To calculate the overall star rating and percentage breakdown by star, we don’t use a simple average. Instead, our system considers things like how recent a review is and if the reviewer bought the item on Amazon. It also analyses reviews to verify trustworthiness.
Ah, Duncan Bone - more Scottish than haggis, more Scottish than tatties and neeps....you get the idea, lol. In all seriousness, the fact that this book was set in Scotland, a place which has a special place in my heart, added to the appeal of reading it. I could visualise where they were, I could HEAR their accents, love it when authors write like this.
This was an incredible police thriller, with all the elements that make these kinds of books fabulous reading. A damaged detective, a case that pushes all his buttons and more mind games than you can poke a stick at.
Fabulous read, I can't wait to read the next book in the series!
Dark is the Grave is book 1 in the DCI Duncan Bone series by TG Reid. The book opens with PC Hazel Garvey having her drink spiked, being abducted and then buried alive – and that is just in the prologue. On Duncan’s previous case he was left badly injured and is still on sick leave due to the bomb blast from that time. On receiving an envelope in the mail, with a USB inside containing a very disturbing video, he is called back to work. Duncan has some shaky moments as things get on top of him and his ability is called into question. However, he is determined to see it through to the end. I really like the characters – Mullens (who provides quite a bit of humour), Walker, Harper, Baxter and the DCI Gallacher. I read the novella What Hides Beneath, which introduces the characters, when I signed up to TG Reid’s website. It was a good read too. Dark is the Grave is a great read and I look forward to reading more when they are released.
What a great book and it's only book 1 in the series! The book grabs you right from the start with PC Hazel Garvey being abducted after a night out and buried alive, and doesn't let up all the way through,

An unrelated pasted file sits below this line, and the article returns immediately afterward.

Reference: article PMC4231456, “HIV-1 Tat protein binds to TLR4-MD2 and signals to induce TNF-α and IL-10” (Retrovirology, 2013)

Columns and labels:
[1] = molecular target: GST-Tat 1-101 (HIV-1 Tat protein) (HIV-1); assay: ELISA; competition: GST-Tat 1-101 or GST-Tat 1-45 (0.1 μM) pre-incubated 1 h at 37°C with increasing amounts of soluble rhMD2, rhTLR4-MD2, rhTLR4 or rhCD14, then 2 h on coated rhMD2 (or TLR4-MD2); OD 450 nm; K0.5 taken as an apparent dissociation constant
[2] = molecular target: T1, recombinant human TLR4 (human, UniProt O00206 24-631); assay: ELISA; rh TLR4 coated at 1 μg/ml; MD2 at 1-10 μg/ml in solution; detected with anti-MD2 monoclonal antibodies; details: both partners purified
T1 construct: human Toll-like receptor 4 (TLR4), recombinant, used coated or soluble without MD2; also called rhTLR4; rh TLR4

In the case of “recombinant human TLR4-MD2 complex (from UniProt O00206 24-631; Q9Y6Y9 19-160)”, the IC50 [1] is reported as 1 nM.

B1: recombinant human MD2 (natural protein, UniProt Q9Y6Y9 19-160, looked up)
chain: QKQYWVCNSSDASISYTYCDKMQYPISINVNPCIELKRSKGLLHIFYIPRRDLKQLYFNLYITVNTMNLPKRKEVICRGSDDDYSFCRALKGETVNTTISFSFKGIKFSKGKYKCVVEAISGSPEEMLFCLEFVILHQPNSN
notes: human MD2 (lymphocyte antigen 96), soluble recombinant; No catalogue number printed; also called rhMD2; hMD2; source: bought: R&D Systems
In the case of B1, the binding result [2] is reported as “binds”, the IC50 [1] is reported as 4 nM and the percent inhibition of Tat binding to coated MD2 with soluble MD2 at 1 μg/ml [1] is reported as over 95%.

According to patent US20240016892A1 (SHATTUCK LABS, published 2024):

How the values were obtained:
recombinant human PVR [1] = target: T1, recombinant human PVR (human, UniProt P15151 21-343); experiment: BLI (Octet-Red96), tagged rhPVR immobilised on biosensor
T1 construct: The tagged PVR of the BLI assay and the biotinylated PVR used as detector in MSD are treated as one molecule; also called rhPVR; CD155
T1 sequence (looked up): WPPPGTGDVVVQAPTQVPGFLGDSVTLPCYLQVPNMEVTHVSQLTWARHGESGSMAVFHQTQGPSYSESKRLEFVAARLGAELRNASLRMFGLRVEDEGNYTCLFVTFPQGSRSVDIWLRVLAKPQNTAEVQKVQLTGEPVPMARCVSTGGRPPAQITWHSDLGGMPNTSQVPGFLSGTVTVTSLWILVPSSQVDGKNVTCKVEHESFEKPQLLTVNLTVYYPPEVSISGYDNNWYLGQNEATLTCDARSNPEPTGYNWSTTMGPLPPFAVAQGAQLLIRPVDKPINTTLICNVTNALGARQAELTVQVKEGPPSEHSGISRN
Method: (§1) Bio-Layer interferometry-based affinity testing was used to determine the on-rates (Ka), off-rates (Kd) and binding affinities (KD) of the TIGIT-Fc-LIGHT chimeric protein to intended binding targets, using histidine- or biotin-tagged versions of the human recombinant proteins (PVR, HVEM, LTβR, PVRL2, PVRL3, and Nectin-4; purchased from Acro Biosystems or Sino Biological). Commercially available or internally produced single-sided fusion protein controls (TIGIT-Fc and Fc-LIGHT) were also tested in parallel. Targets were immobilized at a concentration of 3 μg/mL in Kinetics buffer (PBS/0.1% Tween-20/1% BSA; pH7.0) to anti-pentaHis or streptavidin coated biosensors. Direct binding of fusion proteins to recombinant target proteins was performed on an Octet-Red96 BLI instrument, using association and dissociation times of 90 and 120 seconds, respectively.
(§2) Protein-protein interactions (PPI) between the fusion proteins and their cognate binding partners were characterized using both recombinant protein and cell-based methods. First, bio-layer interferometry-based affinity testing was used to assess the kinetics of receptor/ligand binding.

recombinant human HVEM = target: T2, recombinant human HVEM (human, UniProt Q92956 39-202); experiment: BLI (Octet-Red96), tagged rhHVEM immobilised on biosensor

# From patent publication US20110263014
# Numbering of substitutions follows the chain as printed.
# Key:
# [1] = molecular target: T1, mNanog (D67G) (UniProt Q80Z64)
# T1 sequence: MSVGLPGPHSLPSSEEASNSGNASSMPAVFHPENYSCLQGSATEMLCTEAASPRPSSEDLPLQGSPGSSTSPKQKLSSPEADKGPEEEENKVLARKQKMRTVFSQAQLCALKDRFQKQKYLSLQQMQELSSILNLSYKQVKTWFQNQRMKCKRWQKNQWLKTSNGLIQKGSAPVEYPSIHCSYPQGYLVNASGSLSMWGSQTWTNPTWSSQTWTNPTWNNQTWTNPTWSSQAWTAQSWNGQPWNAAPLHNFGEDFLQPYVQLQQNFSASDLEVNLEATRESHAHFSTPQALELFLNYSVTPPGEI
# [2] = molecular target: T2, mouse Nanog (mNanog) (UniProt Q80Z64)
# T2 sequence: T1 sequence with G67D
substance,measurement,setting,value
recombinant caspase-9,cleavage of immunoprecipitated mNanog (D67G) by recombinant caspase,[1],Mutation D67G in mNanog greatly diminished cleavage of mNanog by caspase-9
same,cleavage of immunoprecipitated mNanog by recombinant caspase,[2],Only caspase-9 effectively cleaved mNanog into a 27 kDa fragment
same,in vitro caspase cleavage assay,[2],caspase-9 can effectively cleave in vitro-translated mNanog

DCI Duncan Bone is at home recuperating after his last case which ended in an explosion. The resulting PTSD means he's living alone, having split from his wife and so doesn't see his son as much as he would like to. He then receives an envelope with a USB containing a video which seems to link back to the earlier case, and is recalled to work.
The story is so well written. The subject matter is high octane stuff, and I quite like the different characters in Bone's team. Despite the grim storyline, there's lots of humourour dialogue to lighten the load, especially with Mullens and his Dad. If you sign up to the author website, you can also get your hands on a free novella featuring Bone and the team and this is also great.
I think we have another great author to add to the ever growing Scottish crime fiction author top table list. Roll on book 2.
What a waste of money. No one - even with post traumatic disorders - could act like Detective Bone. His behaviour is so improbable and unacceptable. No plot. Conversations are all boring and unlikely. Has all the usual team characters in - one who has gone to seed physically, one who is a nerd but can solve any IT, a woman who has physical power that equates to Superhero and a much loved leader who is psychotic and can dish out what he likes, but still be loved. If police superiors really acted like those described in here we would really need to be worried. Why stick the words 'serial killer' in the first chapter and expect that to carry the reader through what is a flat liner of a read. Really poor.
I’m a crime fiction fan, especially if the story is set in Scotland. There is a plethora or good writers contributing to the genre and having just finished Dark Is The Grave, I’d put TG Reid up with the best of them.
The book ticks all the boxes for what a good police procedural should have: lead detective with a compelling back story, a variety of personalities on his team, several “bad guys” who could be responsible for the crimes, and a tight plot with enough surprises to make me turn page after page after page…
The crimes themselves are gritty and Reid pulls no punches conveying the horrors the victims suffered, but nor does he glory in the violence as some are wont to do. Bone is a sympathetic character and I have a soft spot for Mullins who, I’m sure, we’ll hear more about in future books.
I really enjoyed Dark is the Grave and can’t wait to read more about DCI Duncan Bone.